In order to determine whether a stipulation’s intent is ambiguous or clear, the Board will compare the express descriptive language of the stipulation with the bona fide titles or job descriptions of the affected employee. If the employee’s title fits the descriptive language, the Board will find a clear expression of intent and include the employee in the unit. If the employee’s title does not fit the descriptive language, it will also find a clear expression of intent and exclude the employees from the unit. The Board bases this approach on the expectation that the parties are knowledgeable as to the employees’ job titles and intend their descriptions in the stipulation to apply to those job titles, Viacom Cablevision, 268 NLRB 633 (1984).
5 Respondent’s drivers are represented by a Teamster local, its equipment operators are represented by the Operating Engineers Union.
6 Respondent’s payroll periods were for one week, ending on a Sunday (GC Exh. 3, R. Exh. 2). Thus the payroll period covered by the stipulated election agreement ran from Monday, August 24, to Sunday, August 30, 2014.
The 11 Challenged Ballots
Dominic Valenta worked for Respondent during the pay period ending August 30, 2014. Moreover, he would, so far as this record shows, have continued working for Respondent but for Respondent’s discrimination against him. Thus, I overrule Respondent’s challenge to his ballot. It must be opened and counted, Ra-Rich Mfg. Corp., 120 NLRB 1444, 1446–1447 (1958).
Matthew Wegman, the son of Brian Wegman, one of Respondent’s crew leaders, worked for Respondent on the footing and walls crew from June 19, 2004 until August 16, 2014 (R. Exh. 2), Tr. 549.7 He left Respondent’s employment to attend college at Valparaiso University. Thus, Matthew Wegman was not employed by Respondent during the payroll period ending on August 30.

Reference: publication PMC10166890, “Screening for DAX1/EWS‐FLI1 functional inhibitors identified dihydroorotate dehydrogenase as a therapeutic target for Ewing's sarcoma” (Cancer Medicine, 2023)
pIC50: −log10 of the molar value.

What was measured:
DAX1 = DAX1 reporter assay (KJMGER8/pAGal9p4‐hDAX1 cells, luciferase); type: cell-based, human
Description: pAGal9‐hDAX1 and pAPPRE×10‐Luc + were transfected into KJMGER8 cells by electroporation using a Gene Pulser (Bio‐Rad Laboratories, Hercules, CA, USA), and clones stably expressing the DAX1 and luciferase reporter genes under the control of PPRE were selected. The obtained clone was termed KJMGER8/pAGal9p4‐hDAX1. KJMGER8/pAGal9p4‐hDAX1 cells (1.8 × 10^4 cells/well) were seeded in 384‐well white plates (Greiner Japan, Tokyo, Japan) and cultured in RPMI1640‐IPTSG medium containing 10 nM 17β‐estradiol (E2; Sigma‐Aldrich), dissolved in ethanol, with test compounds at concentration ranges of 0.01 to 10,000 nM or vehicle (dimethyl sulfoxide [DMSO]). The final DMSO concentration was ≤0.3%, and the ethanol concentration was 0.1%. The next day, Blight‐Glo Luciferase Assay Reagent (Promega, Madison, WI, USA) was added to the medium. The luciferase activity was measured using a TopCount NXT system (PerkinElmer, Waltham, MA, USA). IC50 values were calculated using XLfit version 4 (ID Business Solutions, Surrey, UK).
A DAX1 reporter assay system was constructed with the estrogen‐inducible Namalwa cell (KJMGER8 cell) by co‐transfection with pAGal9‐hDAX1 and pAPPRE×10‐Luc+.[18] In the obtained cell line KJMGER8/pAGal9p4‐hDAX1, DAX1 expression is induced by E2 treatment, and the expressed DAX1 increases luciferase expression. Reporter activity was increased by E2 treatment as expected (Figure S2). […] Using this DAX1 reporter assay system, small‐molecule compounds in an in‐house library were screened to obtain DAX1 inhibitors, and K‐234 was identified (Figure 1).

It is well settled that, in order to be eligible to vote, an individual must be employed and working on the established eligibility date, unless absent for one of the reason set out in the Direction of Election, Ra-Rich Mfg. Corp, supra, Roy Lotspeich Publishing Co, 204 NLRB 517 (1973). The same principle applies when a stipulated election agreement sets forth the reasons that an individual did not work on the eligibility date. Since Matthew Wegman did not work, was not ill, on vacation, or on a temporary layoff, I sustain the Union’s challenge to Matthew Wegman’s ballot. While Respondent argues that Matthew Wegman plans to return to work for it in the summer of 2015, there is no credible evidence to support this assertion.
The Union challenged Ron Schaafsma’s ballot on the grounds that he is and was at all relevant time a statutory supervisor. Section 2(11) of the Act, defines “supervisor” as...